then run it - I received an error to the effect of:
docker: Got permission denied while trying to connect to the Docker daemon socket at unix:///var/run/docker.sock
The solution to this problem is to either (a) run your docker commands as root,
or (b) add your login user to the docker group.
Option (a) is not preferred, as introducing a sudo dependency will quickly lead
you to ‘sudo hell’ where everything of use requires sudo.
For option (b), you can run sudo usermod -a -G docker $USER, which will add your
user to the docker group.
For the change to take effect, you will need to fully log out of your account and log
Over the past week or so, I have been spending a lot more time reading blogs.
Upon reflection, I am trying to fill a specific hole in my life: I’m not having enough interesting discussions with smart people who have interesting things to say about things that I don’t know about.
That sentence seems a bit long, and maybe convoluted, but I think it is about right. The absence of it is grinding on me.
Prior to 2006, I think this mostly came from speaking to my parents. Being under 12, this was acceptable.
From 2006 to 2009, this mostly came from spending an inordinate amount of time on a old-school web forum that, while centered around a particular game, had a politically diverse, tight knit community who liked to talk about all sorts of things.
From 2009 to 2011, I had truly fantastic teachers and classmates as conversation partners at Robinson High School in Tampa, Florida. In particular, three of my History teachers spent hundreds of hours in ‘study hall’ discussing all manner of things, ultimately teaching me much more than the State of Florida would’ve liked.
From 2011 to 2014, interesting discussions came from a combination of college classes (interesting, but outside of the mathematical classes, lacking), the University Economics Society at the University of Florida (light on economics, heavy on interesting discussion), and thousands of hours of discussion with Steve Spalding (@sbspalding) and Miguel Barbossa (@MiguelABarbossa, check out citizenaudit.org).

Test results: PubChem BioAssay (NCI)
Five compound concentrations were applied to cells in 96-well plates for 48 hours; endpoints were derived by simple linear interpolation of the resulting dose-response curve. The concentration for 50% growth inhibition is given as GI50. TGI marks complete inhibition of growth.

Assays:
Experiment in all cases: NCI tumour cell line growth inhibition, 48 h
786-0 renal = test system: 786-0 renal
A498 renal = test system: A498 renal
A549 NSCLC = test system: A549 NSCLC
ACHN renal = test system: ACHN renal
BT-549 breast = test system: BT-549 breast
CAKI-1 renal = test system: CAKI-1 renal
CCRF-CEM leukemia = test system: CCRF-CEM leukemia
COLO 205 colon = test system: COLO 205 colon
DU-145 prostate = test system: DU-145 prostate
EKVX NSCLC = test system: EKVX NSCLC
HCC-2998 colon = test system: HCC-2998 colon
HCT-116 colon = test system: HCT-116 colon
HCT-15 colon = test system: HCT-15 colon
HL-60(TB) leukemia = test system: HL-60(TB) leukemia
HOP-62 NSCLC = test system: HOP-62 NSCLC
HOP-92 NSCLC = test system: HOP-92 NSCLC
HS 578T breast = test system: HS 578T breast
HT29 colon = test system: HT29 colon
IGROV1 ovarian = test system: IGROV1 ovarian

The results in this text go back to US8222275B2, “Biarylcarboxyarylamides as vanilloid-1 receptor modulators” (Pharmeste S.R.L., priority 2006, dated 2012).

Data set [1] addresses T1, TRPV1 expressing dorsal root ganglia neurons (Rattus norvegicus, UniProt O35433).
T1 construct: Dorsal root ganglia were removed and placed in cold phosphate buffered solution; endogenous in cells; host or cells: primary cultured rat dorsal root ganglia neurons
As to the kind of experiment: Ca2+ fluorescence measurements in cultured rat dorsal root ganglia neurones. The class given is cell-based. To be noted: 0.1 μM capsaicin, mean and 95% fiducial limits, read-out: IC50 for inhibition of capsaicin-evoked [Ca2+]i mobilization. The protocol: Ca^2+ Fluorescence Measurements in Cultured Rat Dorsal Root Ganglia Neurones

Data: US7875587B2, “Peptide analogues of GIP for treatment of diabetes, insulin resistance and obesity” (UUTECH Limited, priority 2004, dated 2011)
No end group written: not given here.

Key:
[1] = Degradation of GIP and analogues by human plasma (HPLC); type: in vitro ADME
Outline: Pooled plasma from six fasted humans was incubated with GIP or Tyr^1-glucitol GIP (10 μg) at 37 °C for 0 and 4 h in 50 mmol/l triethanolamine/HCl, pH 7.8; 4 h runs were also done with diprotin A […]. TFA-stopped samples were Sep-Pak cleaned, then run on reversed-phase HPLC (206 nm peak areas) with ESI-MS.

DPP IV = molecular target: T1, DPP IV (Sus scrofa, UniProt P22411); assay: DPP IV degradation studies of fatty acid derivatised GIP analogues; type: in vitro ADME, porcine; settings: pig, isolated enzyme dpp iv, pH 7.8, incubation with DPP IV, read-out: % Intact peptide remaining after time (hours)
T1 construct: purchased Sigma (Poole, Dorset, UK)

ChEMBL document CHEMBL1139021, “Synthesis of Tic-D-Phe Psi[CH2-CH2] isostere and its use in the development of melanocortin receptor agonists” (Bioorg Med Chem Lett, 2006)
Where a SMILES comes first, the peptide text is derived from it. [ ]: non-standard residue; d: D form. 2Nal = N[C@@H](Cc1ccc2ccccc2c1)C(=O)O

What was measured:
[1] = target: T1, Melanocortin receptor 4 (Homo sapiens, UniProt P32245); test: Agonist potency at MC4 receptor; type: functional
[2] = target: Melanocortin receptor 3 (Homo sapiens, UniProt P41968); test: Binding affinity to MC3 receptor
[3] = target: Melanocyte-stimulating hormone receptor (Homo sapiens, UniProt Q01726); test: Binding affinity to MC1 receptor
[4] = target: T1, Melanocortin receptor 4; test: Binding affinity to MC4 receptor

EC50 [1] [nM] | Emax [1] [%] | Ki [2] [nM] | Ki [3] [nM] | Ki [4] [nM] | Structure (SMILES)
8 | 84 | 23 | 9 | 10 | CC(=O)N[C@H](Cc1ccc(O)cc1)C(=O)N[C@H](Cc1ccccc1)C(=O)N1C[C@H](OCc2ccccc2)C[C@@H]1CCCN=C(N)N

I graduated, I threw myself into my company, and then another. For a period in 2016, I got my fill from a wonderful private Facebook group. But like most communities, its moment ended; while it tided me over, after the 2016 election, the high quality discussion ended1.
Then, for three months in 2017, I had a taste of this again, hanging out with the wonderful Richard Stein in Hong Kong.
Given that for the majority of my life I’ve gotten most of my interesting discussion online, it shouldn’t be hard to reconstruct this.
But since 2014, the world has moved. Going through my old follow lists, many people are no longer active. Those who are active are posting less interesting (alternatively: less controversial) ideas in public spaces2.
I am resolved to rebuild. I’ve started by rejecting algorithmic aggregation3: I want to find content that makes me a better thinker and person, not content that monetizes well. The ‘indie web’ (we used to call it ‘the web’).
Here are the blogs that I find interesting and you should check out, along with a couple of keywords:
Dan Luu’s Blog: Low level programming, computer engineering, excellent essays about the market for technical talent.
DaedTech: Mostly commentary on navigating freelance technology roles; excellent writing.
Ben Kuhn: I’ve not read the archives, but general technology, effective altruism.
Decibels and Decimals, Brady Fowler’s music / data sci blog; not super active but every post is a delight.